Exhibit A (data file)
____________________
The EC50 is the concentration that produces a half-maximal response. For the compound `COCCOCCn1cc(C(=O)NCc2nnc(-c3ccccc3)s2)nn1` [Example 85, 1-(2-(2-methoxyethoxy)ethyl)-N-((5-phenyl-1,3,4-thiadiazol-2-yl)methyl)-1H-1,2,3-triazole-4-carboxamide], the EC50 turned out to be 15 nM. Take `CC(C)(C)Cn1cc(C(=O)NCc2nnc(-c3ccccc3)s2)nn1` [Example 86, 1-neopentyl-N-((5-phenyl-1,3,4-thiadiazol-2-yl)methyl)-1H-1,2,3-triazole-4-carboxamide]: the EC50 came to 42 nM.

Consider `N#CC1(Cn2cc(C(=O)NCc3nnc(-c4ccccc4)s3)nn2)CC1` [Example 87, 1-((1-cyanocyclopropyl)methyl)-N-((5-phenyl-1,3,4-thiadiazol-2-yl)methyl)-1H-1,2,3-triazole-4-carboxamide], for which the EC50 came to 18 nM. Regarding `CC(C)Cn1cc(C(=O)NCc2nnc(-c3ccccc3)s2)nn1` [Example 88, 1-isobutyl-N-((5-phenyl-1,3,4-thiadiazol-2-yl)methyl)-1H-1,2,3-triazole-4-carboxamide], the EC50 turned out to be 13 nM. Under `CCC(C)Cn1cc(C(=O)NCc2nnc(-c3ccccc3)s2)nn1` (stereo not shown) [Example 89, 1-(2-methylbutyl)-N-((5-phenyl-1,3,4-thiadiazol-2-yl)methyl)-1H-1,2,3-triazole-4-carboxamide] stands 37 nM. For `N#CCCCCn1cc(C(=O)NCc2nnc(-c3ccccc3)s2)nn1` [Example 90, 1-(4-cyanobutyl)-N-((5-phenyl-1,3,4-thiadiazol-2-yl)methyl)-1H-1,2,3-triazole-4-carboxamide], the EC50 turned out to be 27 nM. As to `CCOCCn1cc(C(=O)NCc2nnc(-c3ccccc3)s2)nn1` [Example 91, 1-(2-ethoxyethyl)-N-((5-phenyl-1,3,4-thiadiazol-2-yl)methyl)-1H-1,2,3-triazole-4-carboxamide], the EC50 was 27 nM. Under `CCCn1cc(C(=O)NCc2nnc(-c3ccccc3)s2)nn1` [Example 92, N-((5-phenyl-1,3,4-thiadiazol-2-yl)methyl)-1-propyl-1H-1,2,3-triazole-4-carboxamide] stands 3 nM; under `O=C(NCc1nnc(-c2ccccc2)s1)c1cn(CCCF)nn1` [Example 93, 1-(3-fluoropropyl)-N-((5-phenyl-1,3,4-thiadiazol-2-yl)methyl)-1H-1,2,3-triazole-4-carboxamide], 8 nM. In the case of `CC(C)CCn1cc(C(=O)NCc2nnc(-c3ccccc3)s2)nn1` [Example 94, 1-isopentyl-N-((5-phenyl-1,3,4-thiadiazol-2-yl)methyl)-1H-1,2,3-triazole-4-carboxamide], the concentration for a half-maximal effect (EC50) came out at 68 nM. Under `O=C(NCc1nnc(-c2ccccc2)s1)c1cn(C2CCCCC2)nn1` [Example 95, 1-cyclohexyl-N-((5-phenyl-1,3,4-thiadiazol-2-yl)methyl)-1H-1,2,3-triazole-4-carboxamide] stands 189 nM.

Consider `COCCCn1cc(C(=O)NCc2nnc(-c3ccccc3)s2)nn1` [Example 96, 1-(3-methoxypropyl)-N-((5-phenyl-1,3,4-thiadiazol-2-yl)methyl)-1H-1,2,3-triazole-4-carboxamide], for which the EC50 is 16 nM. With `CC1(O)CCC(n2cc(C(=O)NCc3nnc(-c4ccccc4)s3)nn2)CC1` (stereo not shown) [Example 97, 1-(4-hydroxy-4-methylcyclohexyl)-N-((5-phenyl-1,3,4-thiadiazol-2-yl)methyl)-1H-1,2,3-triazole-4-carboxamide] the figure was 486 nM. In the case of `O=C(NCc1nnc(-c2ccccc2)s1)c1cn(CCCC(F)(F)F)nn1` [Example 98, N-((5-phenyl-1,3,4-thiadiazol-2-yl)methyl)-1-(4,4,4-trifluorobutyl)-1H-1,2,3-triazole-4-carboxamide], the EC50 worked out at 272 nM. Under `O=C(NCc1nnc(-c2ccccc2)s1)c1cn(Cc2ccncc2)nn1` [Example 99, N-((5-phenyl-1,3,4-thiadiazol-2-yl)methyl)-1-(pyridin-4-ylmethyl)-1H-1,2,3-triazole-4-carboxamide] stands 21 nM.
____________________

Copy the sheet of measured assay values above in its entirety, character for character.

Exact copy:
The EC50 is the concentration that produces a half-maximal response. For the compound `COCCOCCn1cc(C(=O)NCc2nnc(-c3ccccc3)s2)nn1` [Example 85, 1-(2-(2-methoxyethoxy)ethyl)-N-((5-phenyl-1,3,4-thiadiazol-2-yl)methyl)-1H-1,2,3-triazole-4-carboxamide], the EC50 turned out to be 15 nM. Take `CC(C)(C)Cn1cc(C(=O)NCc2nnc(-c3ccccc3)s2)nn1` [Example 86, 1-neopentyl-N-((5-phenyl-1,3,4-thiadiazol-2-yl)methyl)-1H-1,2,3-triazole-4-carboxamide]: the EC50 came to 42 nM.

Consider `N#CC1(Cn2cc(C(=O)NCc3nnc(-c4ccccc4)s3)nn2)CC1` [Example 87, 1-((1-cyanocyclopropyl)methyl)-N-((5-phenyl-1,3,4-thiadiazol-2-yl)methyl)-1H-1,2,3-triazole-4-carboxamide], for which the EC50 came to 18 nM. Regarding `CC(C)Cn1cc(C(=O)NCc2nnc(-c3ccccc3)s2)nn1` [Example 88, 1-isobutyl-N-((5-phenyl-1,3,4-thiadiazol-2-yl)methyl)-1H-1,2,3-triazole-4-carboxamide], the EC50 turned out to be 13 nM. Under `CCC(C)Cn1cc(C(=O)NCc2nnc(-c3ccccc3)s2)nn1` (stereo not shown) [Example 89, 1-(2-methylbutyl)-N-((5-phenyl-1,3,4-thiadiazol-2-yl)methyl)-1H-1,2,3-triazole-4-carboxamide] stands 37 nM. For `N#CCCCCn1cc(C(=O)NCc2nnc(-c3ccccc3)s2)nn1` [Example 90, 1-(4-cyanobutyl)-N-((5-phenyl-1,3,4-thiadiazol-2-yl)methyl)-1H-1,2,3-triazole-4-carboxamide], the EC50 turned out to be 27 nM. As to `CCOCCn1cc(C(=O)NCc2nnc(-c3ccccc3)s2)nn1` [Example 91, 1-(2-ethoxyethyl)-N-((5-phenyl-1,3,4-thiadiazol-2-yl)methyl)-1H-1,2,3-triazole-4-carboxamide], the EC50 was 27 nM. Under `CCCn1cc(C(=O)NCc2nnc(-c3ccccc3)s2)nn1` [Example 92, N-((5-phenyl-1,3,4-thiadiazol-2-yl)methyl)-1-propyl-1H-1,2,3-triazole-4-carboxamide] stands 3 nM; under `O=C(NCc1nnc(-c2ccccc2)s1)c1cn(CCCF)nn1` [Example 93, 1-(3-fluoropropyl)-N-((5-phenyl-1,3,4-thiadiazol-2-yl)methyl)-1H-1,2,3-triazole-4-carboxamide], 8 nM. In the case of `CC(C)CCn1cc(C(=O)NCc2nnc(-c3ccccc3)s2)nn1` [Example 94, 1-isopentyl-N-((5-phenyl-1,3,4-thiadiazol-2-yl)methyl)-1H-1,2,3-triazole-4-carboxamide], the concentration for a half-maximal effect (EC50) came out at 68 nM. Under `O=C(NCc1nnc(-c2ccccc2)s1)c1cn(C2CCCCC2)nn1` [Example 95, 1-cyclohexyl-N-((5-phenyl-1,3,4-thiadiazol-2-yl)methyl)-1H-1,2,3-triazole-4-carboxamide] stands 189 nM.

Consider `COCCCn1cc(C(=O)NCc2nnc(-c3ccccc3)s2)nn1` [Example 96, 1-(3-methoxypropyl)-N-((5-phenyl-1,3,4-thiadiazol-2-yl)methyl)-1H-1,2,3-triazole-4-carboxamide], for which the EC50 is 16 nM. With `CC1(O)CCC(n2cc(C(=O)NCc3nnc(-c4ccccc4)s3)nn2)CC1` (stereo not shown) [Example 97, 1-(4-hydroxy-4-methylcyclohexyl)-N-((5-phenyl-1,3,4-thiadiazol-2-yl)methyl)-1H-1,2,3-triazole-4-carboxamide] the figure was 486 nM. In the case of `O=C(NCc1nnc(-c2ccccc2)s1)c1cn(CCCC(F)(F)F)nn1` [Example 98, N-((5-phenyl-1,3,4-thiadiazol-2-yl)methyl)-1-(4,4,4-trifluorobutyl)-1H-1,2,3-triazole-4-carboxamide], the EC50 worked out at 272 nM. Under `O=C(NCc1nnc(-c2ccccc2)s1)c1cn(Cc2ccncc2)nn1` [Example 99, N-((5-phenyl-1,3,4-thiadiazol-2-yl)methyl)-1-(pyridin-4-ylmethyl)-1H-1,2,3-triazole-4-carboxamide] stands 21 nM.